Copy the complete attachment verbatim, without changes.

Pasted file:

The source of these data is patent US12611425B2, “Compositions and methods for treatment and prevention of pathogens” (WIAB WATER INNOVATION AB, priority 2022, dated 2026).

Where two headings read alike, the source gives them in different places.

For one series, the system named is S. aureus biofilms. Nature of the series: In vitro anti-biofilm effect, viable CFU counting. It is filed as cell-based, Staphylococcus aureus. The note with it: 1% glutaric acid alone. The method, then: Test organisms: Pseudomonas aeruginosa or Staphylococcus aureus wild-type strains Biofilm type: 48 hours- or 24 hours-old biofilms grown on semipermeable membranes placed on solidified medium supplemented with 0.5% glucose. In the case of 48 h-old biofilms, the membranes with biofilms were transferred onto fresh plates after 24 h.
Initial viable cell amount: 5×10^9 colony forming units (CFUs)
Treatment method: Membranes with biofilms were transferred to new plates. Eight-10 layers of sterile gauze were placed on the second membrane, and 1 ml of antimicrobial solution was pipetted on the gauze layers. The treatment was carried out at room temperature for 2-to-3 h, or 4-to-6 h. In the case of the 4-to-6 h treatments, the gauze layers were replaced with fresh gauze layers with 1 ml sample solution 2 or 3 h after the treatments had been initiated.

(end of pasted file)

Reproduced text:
The source of these data is patent US12611425B2, “Compositions and methods for treatment and prevention of pathogens” (WIAB WATER INNOVATION AB, priority 2022, dated 2026).

Where two headings read alike, the source gives them in different places.

For one series, the system named is S. aureus biofilms. Nature of the series: In vitro anti-biofilm effect, viable CFU counting. It is filed as cell-based, Staphylococcus aureus. The note with it: 1% glutaric acid alone. The method, then: Test organisms: Pseudomonas aeruginosa or Staphylococcus aureus wild-type strains Biofilm type: 48 hours- or 24 hours-old biofilms grown on semipermeable membranes placed on solidified medium supplemented with 0.5% glucose. In the case of 48 h-old biofilms, the membranes with biofilms were transferred onto fresh plates after 24 h.
Initial viable cell amount: 5×10^9 colony forming units (CFUs)
Treatment method: Membranes with biofilms were transferred to new plates. Eight-10 layers of sterile gauze were placed on the second membrane, and 1 ml of antimicrobial solution was pipetted on the gauze layers. The treatment was carried out at room temperature for 2-to-3 h, or 4-to-6 h. In the case of the 4-to-6 h treatments, the gauze layers were replaced with fresh gauze layers with 1 ml sample solution 2 or 3 h after the treatments had been initiated.